Russian Information Warfare in Central and Eastern Europe
Information warfare operates in a fast-paced and quickly changing environment. Partly as a result, it is more opportunistic than strategic. The dynamism of Russia’s information warfare is best illustrated by the fact that over the last decade it underwent at least two strategic shifts—after the Russian-Georgian war in 2008 and in 2014 when Russia went from being risk-averse and stealthy to increasingly aggressive and risk-taking. Effective countermeasures, especially those applied in Central and Eastern Europe, must reflect this reality by being highly adaptable and agile—a factor that local anti-information-warfare capacities often lack.
Central and Eastern Europe is a unique space within the Euro-Atlantic area. It can be perceived as intrinsically more vulnerable to disinformation campaigns, especially because of the wider range of narratives that Russia can exploit there for such a purpose. Simultaneously, the region faces numerous deleterious trends that are favorable to information warfare tactics. The most evident one is the continuous decline in citizens’ trust in traditional media platforms, which are the least likely to be polluted with disinformation. The inherent risks in such a trend have been exacerbated by increasing trust in online media platforms and reliance on social media networks for news, both of which are far more susceptible to disinformation and misinformation.
Nonetheless, there are also positives. Concerns about the effect of Russia’s information-warfare capabilities are vastly exaggerated. Disinformation campaigns have an impact, often particularly evident during periods of societal tensions. However, their effects begin to fade away relatively quickly once such a period subsides. Likewise Russia’s information warfare has so far proved unable to change the geopolitical orientation of targeted societies in the region as feared especially during the European migration crisis. Moreover, although information echo chambers are a real problem that should be tackled, it is worth noting that its actual scale and ramifications in the countries of Central and Eastern Europe remains to be determined, as is the number of people actually “caught” within them.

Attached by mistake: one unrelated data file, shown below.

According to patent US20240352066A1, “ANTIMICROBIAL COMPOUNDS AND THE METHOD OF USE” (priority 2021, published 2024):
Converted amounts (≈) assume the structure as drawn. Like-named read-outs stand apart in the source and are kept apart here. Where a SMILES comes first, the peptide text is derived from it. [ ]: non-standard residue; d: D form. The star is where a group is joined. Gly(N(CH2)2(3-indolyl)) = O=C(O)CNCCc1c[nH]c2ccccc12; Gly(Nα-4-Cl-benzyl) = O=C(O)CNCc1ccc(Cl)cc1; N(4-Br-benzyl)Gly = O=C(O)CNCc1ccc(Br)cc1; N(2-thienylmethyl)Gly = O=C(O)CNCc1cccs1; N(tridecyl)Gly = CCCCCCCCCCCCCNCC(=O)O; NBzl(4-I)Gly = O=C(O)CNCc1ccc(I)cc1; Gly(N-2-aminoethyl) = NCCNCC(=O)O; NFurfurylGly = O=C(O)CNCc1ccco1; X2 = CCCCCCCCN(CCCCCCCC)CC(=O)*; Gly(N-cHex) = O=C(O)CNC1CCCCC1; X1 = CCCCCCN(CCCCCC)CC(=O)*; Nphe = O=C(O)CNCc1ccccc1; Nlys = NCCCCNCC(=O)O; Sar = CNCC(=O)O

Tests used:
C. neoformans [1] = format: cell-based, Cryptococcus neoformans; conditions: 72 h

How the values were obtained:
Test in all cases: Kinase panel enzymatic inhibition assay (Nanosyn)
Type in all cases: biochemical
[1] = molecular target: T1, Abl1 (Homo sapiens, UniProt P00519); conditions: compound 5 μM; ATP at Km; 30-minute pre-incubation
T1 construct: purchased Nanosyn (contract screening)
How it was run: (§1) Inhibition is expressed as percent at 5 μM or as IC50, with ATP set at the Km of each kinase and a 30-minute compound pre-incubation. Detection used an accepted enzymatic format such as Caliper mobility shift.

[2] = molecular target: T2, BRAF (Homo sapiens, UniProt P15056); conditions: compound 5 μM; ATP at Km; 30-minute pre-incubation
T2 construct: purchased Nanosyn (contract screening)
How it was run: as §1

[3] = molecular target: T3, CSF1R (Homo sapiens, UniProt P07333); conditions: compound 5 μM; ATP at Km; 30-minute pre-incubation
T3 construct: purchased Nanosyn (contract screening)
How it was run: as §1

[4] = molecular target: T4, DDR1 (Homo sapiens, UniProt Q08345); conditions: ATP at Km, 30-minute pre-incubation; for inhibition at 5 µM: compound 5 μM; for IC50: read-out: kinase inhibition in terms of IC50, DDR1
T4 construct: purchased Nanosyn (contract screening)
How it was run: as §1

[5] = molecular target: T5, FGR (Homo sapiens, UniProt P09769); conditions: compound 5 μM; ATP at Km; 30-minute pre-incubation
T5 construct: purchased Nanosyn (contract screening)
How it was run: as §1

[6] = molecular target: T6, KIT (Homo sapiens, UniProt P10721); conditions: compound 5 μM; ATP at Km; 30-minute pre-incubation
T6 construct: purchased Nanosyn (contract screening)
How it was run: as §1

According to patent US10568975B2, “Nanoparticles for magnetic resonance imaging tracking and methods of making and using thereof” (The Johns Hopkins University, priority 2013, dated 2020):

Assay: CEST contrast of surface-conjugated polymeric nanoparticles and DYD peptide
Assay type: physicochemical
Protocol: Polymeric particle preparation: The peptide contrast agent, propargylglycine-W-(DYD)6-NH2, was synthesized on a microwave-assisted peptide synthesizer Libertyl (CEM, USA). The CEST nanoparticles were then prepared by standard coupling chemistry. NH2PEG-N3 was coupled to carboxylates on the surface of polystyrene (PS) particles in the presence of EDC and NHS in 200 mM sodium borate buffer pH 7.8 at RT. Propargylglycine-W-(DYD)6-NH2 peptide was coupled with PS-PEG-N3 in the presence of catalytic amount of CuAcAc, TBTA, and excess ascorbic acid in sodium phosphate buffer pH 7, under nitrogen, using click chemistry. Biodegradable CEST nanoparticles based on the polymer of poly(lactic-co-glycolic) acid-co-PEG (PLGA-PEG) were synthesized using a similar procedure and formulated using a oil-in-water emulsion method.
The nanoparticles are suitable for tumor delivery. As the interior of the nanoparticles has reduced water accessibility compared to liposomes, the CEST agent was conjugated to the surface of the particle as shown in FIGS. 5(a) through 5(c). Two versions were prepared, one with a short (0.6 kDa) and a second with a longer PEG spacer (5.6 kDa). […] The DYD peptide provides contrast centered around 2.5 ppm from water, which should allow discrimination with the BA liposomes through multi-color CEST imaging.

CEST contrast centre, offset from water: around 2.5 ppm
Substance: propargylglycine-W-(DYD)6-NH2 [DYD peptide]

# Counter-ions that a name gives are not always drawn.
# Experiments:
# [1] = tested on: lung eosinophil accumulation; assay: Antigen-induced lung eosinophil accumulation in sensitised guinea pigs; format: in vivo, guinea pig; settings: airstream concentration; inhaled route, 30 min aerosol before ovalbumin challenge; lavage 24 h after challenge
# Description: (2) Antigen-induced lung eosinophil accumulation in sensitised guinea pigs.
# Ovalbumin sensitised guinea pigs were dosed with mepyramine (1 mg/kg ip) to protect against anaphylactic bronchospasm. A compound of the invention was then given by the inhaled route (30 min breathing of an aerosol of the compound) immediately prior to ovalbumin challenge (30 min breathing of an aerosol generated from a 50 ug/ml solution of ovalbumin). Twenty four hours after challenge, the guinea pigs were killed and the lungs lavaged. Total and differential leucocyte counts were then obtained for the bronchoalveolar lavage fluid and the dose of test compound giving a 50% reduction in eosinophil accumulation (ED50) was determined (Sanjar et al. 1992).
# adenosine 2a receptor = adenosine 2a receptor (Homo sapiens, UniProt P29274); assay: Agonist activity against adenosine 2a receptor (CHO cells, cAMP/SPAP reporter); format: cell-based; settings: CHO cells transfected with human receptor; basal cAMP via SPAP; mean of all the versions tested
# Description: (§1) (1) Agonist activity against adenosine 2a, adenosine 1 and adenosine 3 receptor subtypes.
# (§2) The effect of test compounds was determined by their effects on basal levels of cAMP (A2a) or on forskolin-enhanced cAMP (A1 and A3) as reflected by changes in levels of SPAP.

When compared with the rest of the EU, the societies of Central and Eastern Europe face the paradox of demonstrating a very high awareness of the issue of disinformation and fake news while showing only moderate concern for their potential implications. At the same time, these societies often view the authorities as responsible for taking the lead in tackling disinformation. This is auspicious as it provides governments with maneuvering space for implementing necessary regulations or establishing appropriate institutions.
Social media platforms could considerably further aggravate the implications information warfare might have. This is especially due to the still emerging field of computational propaganda or rapidly expanding technologies such as “deep fake” video and audio doctoring. Therefore, the platforms still contain unutilized potential for disinformation, unlike the disinformation portals that boomed in the region, particularly in 2015, but have become largely stagnant and unable to expand beyond their initial base.
One of the key challenges for the Euro-Atlantic area in general and Central and Eastern Europe in particular will be escaping from the circular debates surrounding information warfare that repeat—often vaguely defined—recommendations such as improving critical thinking, strengthening civil society, and reforming education. Similarly, there is still a lack of reliable and quantifiable data that would give more substance to the ongoing discussions and could play a considerable role in furthering the advancement of research.
One fact remains strikingly clear: information warfare and disinformation are inevitable. Consequently, governments and societies in Central and Eastern Europe will ultimately have to learn to live with them.
The full paper is available for download.